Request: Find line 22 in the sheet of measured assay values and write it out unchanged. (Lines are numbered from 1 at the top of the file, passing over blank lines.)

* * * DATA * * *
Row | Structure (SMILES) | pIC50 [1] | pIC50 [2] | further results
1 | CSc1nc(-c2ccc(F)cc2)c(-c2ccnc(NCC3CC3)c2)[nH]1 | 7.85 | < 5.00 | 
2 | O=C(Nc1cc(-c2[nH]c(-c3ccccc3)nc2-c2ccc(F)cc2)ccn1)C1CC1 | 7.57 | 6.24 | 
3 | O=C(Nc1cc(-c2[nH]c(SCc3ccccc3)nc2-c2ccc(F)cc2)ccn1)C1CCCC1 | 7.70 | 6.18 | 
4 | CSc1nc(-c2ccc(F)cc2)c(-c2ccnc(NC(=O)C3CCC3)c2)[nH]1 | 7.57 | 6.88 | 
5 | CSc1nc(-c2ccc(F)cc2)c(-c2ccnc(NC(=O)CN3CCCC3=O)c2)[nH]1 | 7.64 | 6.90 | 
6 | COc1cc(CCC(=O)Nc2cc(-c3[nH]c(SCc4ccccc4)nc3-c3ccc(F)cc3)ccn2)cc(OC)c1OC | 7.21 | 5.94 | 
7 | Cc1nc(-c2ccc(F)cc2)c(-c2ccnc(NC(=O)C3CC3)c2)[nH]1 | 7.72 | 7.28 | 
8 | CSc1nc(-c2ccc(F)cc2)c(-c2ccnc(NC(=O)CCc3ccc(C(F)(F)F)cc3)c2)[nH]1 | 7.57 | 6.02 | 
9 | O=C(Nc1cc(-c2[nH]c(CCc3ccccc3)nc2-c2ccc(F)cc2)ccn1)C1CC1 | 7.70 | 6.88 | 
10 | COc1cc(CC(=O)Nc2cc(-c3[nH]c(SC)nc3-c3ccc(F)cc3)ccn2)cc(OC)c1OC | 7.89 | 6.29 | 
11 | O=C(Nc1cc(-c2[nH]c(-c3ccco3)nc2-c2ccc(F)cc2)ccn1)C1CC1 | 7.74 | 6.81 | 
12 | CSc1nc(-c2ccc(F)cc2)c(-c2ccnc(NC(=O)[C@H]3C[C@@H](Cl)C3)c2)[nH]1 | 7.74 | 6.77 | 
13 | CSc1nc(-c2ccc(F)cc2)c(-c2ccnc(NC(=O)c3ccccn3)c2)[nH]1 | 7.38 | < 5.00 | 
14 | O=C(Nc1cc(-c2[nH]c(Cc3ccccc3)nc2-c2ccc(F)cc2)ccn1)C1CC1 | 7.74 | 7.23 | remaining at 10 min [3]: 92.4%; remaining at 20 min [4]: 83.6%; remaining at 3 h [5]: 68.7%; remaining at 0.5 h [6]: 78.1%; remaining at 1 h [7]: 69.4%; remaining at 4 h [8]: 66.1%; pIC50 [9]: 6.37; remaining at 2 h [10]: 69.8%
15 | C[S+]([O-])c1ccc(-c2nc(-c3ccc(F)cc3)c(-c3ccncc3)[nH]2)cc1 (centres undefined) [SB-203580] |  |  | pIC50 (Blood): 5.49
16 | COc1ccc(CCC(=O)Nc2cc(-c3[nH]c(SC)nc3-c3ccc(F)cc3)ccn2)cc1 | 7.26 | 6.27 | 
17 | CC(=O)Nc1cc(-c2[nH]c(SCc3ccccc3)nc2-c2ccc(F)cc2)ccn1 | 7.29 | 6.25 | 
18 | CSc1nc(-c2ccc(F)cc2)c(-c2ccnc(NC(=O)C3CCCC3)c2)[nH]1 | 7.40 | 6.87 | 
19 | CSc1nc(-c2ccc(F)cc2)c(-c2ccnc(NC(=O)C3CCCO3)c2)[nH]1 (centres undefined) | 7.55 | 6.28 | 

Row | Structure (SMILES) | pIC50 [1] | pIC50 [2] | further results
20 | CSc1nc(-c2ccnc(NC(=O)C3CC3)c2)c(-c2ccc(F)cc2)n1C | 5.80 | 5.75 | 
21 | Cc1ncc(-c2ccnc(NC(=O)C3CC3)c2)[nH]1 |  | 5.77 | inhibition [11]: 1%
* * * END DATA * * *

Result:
20 | CSc1nc(-c2ccnc(NC(=O)C3CC3)c2)c(-c2ccc(F)cc2)n1C | 5.80 | 5.75 | 